From the time we are children, we learn that being careless can bring about unwanted consequences. When we were told to pick up our toys so our parents didn't trip and "break their necks," we were getting a lesson not only in carelessness, but also in causation. The fact that the act of leaving the toys out (or alternatively phrased, the inaction of not picking them up,) might be the cause of injury to someone we cared about was meant to instill some kind of sense of responsibility for what we did.
Last week, we touched very briefly on the fact that the legal concept of negligence is often used by parties who need to be compensated for injuries incurred in a motorcycle accident. The same is true when other motor vehicles are involved in crashes as well. When people talk about a car crash having been someone's 'fault,' what they generally are referring to is the fact that some individual acted negligently.
It might seem obvious for drivers in Washington State and across the nation to pay strict attention to the road and avoid behaviors that might lead to them being a distracted driver and causing an accident. However, the number of people who are texting and driving and committing other behaviors that involve smartphones and other devices is increasing. Invariably, this leads to the growing statistics of people who are injured or killed in an auto accident. It is beneficial to know why people look away from the road and at their devices when driving. Researchers are seeking to determine the cause that sparks the potentially damaging effect.
A car accident can happen to anyone in Washington State and come without warning. No one is immune to the injuries and fatalities that can result from a car crash. Even those whose job it is to investigate and help people who have been in an auto accident can be in a crash themselves, suffering the aftereffects. A crash can have wide-ranging ramifications and those who have been affected need to know their legal rights even if their loved ones were a first-responders.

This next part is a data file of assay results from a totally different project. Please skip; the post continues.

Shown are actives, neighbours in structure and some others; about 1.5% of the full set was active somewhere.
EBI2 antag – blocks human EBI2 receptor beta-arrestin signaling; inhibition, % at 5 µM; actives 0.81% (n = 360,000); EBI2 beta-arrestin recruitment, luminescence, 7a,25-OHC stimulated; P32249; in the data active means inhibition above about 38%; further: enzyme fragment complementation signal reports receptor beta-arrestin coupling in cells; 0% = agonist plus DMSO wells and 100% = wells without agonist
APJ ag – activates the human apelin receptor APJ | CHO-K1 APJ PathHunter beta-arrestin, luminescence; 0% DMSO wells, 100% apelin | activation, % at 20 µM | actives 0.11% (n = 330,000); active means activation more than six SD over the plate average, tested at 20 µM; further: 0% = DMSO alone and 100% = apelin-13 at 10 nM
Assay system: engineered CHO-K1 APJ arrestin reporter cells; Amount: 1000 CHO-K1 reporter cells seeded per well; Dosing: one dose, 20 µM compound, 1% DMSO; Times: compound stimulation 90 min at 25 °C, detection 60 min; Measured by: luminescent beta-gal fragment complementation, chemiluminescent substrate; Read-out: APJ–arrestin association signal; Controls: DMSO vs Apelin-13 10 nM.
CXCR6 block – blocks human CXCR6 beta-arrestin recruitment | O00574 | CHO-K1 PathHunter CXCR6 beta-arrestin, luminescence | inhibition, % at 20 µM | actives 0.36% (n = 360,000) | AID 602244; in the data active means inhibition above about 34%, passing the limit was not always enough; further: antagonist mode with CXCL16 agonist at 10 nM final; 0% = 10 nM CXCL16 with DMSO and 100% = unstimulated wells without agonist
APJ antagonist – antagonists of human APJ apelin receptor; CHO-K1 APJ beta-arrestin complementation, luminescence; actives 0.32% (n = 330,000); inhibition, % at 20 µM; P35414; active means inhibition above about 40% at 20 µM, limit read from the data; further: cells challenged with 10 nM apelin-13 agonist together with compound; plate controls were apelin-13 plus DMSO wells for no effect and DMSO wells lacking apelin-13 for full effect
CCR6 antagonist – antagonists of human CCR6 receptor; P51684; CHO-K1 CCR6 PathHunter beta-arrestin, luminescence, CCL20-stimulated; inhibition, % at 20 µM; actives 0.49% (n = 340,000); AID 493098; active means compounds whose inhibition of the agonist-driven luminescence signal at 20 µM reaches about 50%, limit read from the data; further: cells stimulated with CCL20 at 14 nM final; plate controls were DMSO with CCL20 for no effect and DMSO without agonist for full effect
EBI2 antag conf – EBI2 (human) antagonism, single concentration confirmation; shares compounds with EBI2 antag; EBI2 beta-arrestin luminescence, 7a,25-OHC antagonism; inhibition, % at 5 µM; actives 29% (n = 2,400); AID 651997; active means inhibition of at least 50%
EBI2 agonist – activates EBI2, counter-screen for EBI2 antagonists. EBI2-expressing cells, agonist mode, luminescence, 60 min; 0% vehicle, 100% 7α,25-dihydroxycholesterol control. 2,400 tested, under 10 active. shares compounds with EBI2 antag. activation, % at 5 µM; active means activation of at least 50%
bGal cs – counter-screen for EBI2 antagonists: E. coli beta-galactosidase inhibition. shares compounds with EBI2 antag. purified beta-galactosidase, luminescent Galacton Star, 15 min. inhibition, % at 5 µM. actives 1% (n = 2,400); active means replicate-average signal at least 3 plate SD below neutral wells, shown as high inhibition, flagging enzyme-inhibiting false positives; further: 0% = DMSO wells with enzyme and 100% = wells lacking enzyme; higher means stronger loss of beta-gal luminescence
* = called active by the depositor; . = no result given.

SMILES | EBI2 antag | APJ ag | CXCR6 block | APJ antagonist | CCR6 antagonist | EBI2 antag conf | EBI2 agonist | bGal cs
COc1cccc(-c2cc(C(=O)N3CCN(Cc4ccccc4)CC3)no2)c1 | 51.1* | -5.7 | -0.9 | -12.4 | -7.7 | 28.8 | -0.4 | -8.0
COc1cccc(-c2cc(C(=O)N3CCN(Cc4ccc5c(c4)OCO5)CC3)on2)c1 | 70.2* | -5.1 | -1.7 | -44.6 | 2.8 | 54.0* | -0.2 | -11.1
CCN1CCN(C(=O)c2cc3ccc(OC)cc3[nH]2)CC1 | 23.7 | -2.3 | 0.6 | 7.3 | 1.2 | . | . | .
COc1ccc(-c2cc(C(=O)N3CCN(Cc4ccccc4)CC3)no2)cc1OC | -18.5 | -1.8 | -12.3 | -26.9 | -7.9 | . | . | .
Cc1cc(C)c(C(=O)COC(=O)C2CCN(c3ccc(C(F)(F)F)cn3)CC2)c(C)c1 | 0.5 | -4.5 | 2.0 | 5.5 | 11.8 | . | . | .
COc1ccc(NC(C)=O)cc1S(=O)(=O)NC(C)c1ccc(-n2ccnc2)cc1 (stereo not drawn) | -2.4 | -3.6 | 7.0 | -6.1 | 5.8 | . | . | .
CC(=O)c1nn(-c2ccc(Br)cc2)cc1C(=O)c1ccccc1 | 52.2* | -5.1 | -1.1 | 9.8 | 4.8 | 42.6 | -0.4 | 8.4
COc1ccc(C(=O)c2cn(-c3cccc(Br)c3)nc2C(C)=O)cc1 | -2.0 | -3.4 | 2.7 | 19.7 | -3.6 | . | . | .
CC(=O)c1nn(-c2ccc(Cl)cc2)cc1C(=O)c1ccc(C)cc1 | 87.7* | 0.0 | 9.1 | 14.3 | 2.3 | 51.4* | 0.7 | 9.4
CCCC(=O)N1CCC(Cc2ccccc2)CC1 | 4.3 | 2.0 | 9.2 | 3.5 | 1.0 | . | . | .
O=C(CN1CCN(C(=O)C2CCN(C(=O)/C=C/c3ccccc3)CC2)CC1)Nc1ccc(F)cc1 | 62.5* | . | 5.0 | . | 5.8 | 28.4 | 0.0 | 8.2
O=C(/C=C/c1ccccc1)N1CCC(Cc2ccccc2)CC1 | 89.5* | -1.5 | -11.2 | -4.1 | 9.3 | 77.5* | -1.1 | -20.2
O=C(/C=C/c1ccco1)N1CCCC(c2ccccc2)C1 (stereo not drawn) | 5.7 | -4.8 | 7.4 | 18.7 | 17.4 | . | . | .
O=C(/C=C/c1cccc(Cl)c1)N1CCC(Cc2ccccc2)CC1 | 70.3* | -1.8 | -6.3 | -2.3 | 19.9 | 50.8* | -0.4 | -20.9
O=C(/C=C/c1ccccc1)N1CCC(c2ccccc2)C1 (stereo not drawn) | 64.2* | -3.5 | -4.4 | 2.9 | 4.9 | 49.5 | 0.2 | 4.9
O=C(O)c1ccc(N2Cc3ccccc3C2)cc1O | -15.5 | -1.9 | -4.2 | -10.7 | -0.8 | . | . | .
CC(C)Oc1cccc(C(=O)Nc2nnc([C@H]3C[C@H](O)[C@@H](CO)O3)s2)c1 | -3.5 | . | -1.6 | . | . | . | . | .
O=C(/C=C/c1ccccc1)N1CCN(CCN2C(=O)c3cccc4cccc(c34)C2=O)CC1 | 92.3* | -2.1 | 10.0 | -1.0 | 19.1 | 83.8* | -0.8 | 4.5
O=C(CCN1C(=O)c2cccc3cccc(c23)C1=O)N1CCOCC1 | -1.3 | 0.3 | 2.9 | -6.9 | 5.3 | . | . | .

Few daily activities are riskier for Washingtonians than getting in a car and hitting the road. In fact, over five million of those trips ended in a car accident nationwide in 2012. Those accidents left myriad types of damage and injury in their wake.
Seattle is full of cars. Some of them are being driven by people talking on the phone, eating their lunches, thinking about work or affected by alcohol. Some of these folks have insurance, some do not. Some are driving their own cars, some are driving other people's cars. Thus, when this colorful cast of characters gets in a car accident, an interesting question can emerge: who pays when a car accident involves a borrowed car?
For Washingtonians, few things are more commonplace than getting in a car, whether to go to work, to the store or to see a friend. And yet getting in a car is also one of the most dangerous things that a person will do each day. Consider a recent car accident.
No one likes to think that they will be in a car crash. But accidents happen every day throughout Washington state. For motorists unlucky enough to be part of these accidents, an important question quickly emerges: What types of damage can they get compensated for following a car accident? For the answer, keep reading.
Getting in a car may seem commonplace. After all, many motorists in Washington safely use a car every day. But the reality is that hitting the road in a car is one of the most dangerous things a person does during his or her day. Think about it: Driving involves traveling at high speeds while surrounded by hulking pieces of metal weighing thousands of pounds. All it takes is a bad choice or a moment of inattentiveness for those massive pieces of metal to slam into each other. Consider a recent example.
For most people in Washington, stepping into a car and then taking it onto the road is among the most dangerous things they will do all day. The accelerator could get stuck. Black ice could surprise even the most careful driver. Other drivers could be too busy looking at their phone or eating their breakfast to notice what is happening on the road. These and other dangers can turn a daily commute into a person's last commute.